The run-up to the election mattered as much or more than the final result. It disrupted the cohesion of the unity government, distracted the government’s attention to individual party concerns and created enormous uncertainty and political instability. These adverse impacts were despite the political realities and constitutional constraints ensuring the continuity of parliament and the “unity” government for another two years.

While the leaders repeatedly boasted of their achievement of unity of the two main parties, at the grassroots level the supporters of both parties were against the other coalition party. Consequently the leaders criticised each other to muster party support and inadvertently buttressed the breakaway group of the SLFP, the Sri Lanka Podujana Peramuna (SLPP) led by former President Mahinda Rajapaksa.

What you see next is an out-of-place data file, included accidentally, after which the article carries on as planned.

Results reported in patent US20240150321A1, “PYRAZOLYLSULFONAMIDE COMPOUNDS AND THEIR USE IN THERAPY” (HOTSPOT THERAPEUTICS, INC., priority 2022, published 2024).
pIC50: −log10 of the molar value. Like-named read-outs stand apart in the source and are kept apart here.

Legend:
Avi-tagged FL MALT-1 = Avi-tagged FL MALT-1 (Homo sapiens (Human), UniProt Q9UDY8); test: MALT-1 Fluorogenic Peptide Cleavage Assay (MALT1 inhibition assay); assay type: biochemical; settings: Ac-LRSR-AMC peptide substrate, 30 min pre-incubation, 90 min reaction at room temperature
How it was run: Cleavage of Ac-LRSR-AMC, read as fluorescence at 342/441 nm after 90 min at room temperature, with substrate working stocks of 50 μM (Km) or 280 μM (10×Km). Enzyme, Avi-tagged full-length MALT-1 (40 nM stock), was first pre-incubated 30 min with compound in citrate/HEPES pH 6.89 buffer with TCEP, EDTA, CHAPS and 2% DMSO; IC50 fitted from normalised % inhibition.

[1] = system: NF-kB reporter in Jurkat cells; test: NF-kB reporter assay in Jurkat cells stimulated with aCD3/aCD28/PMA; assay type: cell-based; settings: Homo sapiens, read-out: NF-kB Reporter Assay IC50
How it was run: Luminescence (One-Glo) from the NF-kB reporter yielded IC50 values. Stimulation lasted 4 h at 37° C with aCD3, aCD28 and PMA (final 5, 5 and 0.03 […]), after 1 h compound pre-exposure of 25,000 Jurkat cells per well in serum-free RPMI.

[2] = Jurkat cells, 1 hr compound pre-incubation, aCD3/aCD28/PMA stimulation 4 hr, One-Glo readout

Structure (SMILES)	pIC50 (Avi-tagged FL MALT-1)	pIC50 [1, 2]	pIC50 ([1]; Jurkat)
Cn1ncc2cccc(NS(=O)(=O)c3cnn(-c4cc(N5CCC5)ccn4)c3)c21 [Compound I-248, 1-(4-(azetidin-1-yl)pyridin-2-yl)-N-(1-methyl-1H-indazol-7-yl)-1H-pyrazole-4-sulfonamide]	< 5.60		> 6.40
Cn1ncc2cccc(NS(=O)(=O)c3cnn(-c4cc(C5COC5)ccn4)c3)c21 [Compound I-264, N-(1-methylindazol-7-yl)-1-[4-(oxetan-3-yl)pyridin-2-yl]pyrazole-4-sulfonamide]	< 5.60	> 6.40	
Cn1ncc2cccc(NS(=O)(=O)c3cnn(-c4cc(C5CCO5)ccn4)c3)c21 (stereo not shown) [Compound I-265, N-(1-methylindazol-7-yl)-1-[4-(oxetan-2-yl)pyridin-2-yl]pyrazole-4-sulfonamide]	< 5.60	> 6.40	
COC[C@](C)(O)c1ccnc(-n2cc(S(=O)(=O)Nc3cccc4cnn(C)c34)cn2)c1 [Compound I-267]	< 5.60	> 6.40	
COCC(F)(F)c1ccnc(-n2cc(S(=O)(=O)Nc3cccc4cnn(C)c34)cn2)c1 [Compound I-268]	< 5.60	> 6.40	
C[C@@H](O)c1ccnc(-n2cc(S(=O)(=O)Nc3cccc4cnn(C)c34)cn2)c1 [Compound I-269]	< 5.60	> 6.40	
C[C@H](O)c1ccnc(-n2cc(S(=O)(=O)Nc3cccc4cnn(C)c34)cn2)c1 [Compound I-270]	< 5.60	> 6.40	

President Maithripala Sirisena went to the extent of saying that he would form a government without the UNP in spite of it being a political impossibility given the strength of the UNP in parliament and the much smaller number of SLFP members of parliament with him. It was also a significant election as the defeated President Rajapaksa was opposing his own SLFP by forming a new party, although he had not resigned from the SLFP. It was therefore a test of popularity of two factions of the SLFP: a contest between Sirisena and Rajapaksa.

Economic disadvantage
The election was a backward step for the economy. It weakened the government’s unity and cohesion, created uncertainty in economic policies, distracted the government from its economic programme and perhaps eroded international confidence in the country’s economic prospects.